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Long-term Management and Outcome of Hydrocephalus in Children Homepage

This page was last updated on April 8th, 2024



Matthieu Vinchon, M.D.


Shlomi Constantini, M.D.

Editor in Chief

Rick Abbott, M.D.


Pediatric hydrocephalus is an acute disease that has become chronic as a result of successful surgical management. Long-term survivors of pediatric hydrocephalus, historically a small number, now comprise the bulk of such patients. The clinical outcomes of these patients are not well documented in the literature, and their management poses a complicated challenge to neurosurgeons. The functional outcomes of these patients and their integration into adult society are also of interest for evaluating the medico-economic impact of medical and surgical management.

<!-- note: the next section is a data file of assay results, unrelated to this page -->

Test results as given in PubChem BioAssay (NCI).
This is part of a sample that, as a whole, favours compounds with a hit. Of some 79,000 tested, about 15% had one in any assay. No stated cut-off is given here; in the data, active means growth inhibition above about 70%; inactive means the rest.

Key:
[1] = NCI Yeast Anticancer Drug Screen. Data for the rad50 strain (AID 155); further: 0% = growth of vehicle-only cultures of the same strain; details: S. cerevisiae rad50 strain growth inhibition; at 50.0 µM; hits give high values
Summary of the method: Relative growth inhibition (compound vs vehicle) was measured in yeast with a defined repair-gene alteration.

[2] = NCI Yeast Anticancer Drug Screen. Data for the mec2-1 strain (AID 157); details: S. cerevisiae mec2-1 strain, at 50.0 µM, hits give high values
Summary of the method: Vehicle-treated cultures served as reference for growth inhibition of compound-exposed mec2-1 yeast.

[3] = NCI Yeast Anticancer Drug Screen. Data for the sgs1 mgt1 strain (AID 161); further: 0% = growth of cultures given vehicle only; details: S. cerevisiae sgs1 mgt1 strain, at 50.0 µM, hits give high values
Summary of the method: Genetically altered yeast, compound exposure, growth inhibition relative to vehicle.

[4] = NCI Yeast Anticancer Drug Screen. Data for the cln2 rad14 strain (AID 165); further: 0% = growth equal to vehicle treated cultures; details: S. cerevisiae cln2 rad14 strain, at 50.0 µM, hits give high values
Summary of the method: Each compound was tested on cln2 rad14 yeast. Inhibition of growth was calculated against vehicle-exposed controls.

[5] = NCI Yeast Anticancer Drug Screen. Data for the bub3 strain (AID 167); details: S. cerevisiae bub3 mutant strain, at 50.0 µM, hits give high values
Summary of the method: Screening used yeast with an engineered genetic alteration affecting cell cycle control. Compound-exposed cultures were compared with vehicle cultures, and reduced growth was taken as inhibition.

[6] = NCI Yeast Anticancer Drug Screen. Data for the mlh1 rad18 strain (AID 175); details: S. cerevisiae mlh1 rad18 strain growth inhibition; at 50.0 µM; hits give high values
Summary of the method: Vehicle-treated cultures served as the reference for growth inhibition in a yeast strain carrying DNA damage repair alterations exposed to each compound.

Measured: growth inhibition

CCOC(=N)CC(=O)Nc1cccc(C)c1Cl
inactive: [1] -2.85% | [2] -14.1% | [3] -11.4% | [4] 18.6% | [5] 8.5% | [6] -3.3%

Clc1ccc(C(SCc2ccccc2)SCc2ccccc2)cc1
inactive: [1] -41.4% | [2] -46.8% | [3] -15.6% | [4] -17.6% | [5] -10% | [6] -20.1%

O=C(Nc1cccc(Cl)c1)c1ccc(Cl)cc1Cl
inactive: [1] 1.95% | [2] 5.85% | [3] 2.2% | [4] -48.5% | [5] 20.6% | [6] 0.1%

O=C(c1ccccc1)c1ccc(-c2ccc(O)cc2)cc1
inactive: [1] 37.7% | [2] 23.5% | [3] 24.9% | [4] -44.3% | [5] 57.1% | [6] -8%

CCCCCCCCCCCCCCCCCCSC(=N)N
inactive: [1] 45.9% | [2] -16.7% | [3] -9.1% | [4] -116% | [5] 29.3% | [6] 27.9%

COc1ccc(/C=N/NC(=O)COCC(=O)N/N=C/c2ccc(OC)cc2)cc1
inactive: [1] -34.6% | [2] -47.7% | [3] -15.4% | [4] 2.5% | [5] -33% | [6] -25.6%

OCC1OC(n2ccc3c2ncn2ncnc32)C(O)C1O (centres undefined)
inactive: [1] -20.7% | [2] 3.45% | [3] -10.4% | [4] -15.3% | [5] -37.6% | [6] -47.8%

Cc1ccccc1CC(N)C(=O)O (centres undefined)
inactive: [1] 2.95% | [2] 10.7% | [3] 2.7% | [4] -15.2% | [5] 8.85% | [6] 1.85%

Key Points

  • Growing population: Patients treated for hydrocephalus during childhood are becoming a large population in need of continuing medical and surgical management.
  • Lifelong condition: Lifelong follow-up is necessary for all patients with shunts.
  • Morbidity due to disease, not treatment: Sequelae of the initial disease represent the largest cause of morbidity in these patients, not the shunt.
  • Current treatment allows normal activities: Sequelae permitting, patients with shunts should be encouraged to engage in all normal activities.